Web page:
Sunday, September 23, 2012

From Seed to Supper: Growing Okra in Arizona

One of my favorite Arizona gardeners posted some lovely pics of okra on Facebook this week, and they seemed to generate a lot of interest and questions from her followers. It seemed like as good an excuse as any to chronicle my own okra saga, just in case it helps anyone. (Also, I have a lousy memory. If nothing else, I'll have this on hand for next year when it comes time to plant okra.) So here's my process for going from seed to supper with okra in Arizona.

Sprouting...
Some time back in March, I ordered okra seeds from my favorite seed company. Soon after, I eagerly started the seeds inside under grow lights. I found it pretty easy to start the seedlings. I used some organic Miracle Grow potting mix and followed the instructions on the packet. However, I'm wondering if the whole grow lights thing is necessary. I probably did it so I could get a jump start on the season, but I suspect that was a false start. As best as I can tell, okra doesn't really produce a lot until late August or so, regardless of when you get it started. It might be easier to just plant the seeds directly outside, even if it means they get off to a slower start. (Also, if I recall correctly, Summerwinds Nursery had okra seedlings this year, so if starting from seeds seems too hard core, there are other options.)


Okra seedlings. So deceptively small.

Planting...
Sometime around April, it came time to plant the seedlings outside. I probably should have "hardened them off," but I suspect I just stuck 'em in the ground one morning and hoped for the best. I planted mine on the north side of my yard in a 4'x6'x1' raised bed where it would get full sun. Arizona gardeners, this is one of the many charms of okra! Not only can it take full sun during the furnace blast we call summer, it actually likes it! (Crazy, crazy plant!)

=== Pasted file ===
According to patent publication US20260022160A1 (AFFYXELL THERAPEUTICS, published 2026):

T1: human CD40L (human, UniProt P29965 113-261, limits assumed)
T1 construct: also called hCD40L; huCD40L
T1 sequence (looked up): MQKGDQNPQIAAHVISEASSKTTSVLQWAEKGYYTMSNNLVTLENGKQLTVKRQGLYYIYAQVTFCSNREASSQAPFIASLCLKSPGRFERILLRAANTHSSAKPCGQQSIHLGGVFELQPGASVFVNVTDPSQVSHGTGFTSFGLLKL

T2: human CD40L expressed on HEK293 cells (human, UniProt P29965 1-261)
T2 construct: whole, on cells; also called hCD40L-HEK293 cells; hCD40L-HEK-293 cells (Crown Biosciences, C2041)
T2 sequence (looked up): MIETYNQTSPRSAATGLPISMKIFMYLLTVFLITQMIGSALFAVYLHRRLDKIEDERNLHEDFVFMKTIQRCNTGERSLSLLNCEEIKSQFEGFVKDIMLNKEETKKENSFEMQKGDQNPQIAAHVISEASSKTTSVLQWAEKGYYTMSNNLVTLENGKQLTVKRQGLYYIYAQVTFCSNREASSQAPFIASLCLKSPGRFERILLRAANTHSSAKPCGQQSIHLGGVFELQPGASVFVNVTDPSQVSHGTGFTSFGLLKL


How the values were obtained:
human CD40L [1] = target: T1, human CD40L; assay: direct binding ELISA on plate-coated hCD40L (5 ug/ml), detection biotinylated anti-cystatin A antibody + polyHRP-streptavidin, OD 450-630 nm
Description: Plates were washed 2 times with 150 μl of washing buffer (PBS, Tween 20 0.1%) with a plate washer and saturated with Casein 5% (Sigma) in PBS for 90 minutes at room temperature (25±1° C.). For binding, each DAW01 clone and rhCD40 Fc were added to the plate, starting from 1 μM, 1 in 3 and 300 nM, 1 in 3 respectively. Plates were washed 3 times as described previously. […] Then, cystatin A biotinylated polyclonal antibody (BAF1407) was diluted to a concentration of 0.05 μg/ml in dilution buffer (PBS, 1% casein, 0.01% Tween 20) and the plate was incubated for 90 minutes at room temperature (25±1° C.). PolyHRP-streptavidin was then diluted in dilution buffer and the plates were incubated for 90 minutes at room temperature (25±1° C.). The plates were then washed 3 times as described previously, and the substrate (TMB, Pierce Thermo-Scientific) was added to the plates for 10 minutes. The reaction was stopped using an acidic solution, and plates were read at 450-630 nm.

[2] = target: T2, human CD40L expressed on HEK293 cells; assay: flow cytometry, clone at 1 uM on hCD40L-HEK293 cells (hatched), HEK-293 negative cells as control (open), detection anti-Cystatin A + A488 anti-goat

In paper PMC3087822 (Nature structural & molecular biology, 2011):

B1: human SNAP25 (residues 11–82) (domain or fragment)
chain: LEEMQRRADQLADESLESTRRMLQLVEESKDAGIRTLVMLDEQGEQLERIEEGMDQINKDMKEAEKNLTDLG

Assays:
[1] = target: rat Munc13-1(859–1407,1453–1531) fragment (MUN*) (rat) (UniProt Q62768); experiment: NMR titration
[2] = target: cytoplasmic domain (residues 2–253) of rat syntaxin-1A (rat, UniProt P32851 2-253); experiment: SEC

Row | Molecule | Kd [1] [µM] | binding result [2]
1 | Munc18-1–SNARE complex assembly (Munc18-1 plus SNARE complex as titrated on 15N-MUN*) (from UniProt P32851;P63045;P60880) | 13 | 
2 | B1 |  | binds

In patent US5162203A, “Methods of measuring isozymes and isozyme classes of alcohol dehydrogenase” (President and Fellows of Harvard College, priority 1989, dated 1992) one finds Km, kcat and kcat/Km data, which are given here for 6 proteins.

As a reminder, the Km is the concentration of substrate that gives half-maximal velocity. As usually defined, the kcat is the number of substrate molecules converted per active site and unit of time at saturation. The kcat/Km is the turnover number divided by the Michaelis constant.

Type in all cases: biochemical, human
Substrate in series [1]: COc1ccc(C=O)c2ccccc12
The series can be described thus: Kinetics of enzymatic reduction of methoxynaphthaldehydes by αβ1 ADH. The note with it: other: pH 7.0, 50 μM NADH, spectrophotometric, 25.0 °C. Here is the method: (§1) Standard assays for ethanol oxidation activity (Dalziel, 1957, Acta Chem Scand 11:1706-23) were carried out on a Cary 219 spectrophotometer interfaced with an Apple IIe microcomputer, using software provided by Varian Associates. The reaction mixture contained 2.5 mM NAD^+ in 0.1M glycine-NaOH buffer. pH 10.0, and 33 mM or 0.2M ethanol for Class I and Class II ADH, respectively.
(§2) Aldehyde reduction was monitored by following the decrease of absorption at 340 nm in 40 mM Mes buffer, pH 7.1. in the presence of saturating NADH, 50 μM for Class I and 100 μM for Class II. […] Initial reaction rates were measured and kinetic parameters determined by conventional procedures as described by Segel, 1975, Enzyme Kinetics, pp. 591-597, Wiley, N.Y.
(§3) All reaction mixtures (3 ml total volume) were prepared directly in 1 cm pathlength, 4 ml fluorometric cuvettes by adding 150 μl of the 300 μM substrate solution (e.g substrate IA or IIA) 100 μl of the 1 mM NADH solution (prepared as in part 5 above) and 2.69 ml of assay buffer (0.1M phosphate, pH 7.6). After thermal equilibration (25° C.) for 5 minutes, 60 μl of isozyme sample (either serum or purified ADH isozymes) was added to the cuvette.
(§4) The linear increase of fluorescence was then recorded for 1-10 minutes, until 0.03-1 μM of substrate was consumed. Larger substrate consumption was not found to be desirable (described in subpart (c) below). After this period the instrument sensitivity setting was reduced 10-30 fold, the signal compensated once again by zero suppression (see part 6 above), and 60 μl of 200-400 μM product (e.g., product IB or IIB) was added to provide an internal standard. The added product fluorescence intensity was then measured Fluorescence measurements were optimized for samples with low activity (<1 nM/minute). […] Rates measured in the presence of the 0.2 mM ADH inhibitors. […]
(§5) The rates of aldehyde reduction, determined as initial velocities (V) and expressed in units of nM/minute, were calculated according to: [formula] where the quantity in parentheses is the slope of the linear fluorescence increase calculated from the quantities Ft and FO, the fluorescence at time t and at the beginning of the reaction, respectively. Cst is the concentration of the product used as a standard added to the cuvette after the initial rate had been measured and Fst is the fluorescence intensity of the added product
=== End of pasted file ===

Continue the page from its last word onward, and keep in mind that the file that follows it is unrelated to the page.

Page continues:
Waiting...
This was the hard part for me. Once I planted my little seedlings, then I just watered and waited. Every few weeks I gave it fish emulsion too, but mostly, I just watered and waited. (For watering schedule, I think I started at every other day or so, and kicked it up to every day during the height of summer. Next year, I'm going to try to encourage deeper roots and mulch with hay or something to see if I can get away with watering less.) During this waiting period, I think a few died, so I'm going to take that as a lesson for next year too--plant more than I'll need, because they probably won't all survive.



Okra seedlings do not inspire greatness in the beginning

Harvesting...
Somewhere around August, the okra finally started kicking into gear. By this time, I had 5 plants, and between them, I was probably producing an average of 3-4 pods a day. I've read online that pods are only good for a couple of days, but I would save up my daily haul in a Tupperware container all week and use it to cook something on the weekend. It seemed plenty fresh, so I think that 2 day limit is a little aggressive.

Probably the big things that I learned about harvesting okra are:
  • You've got to hunt for them. The plants are like bushy little trees, and it's easy for okra pods to hide (particularly on the lower branches). If one of those pods slips past your attention for too long (like a day), you're kind of hosed because...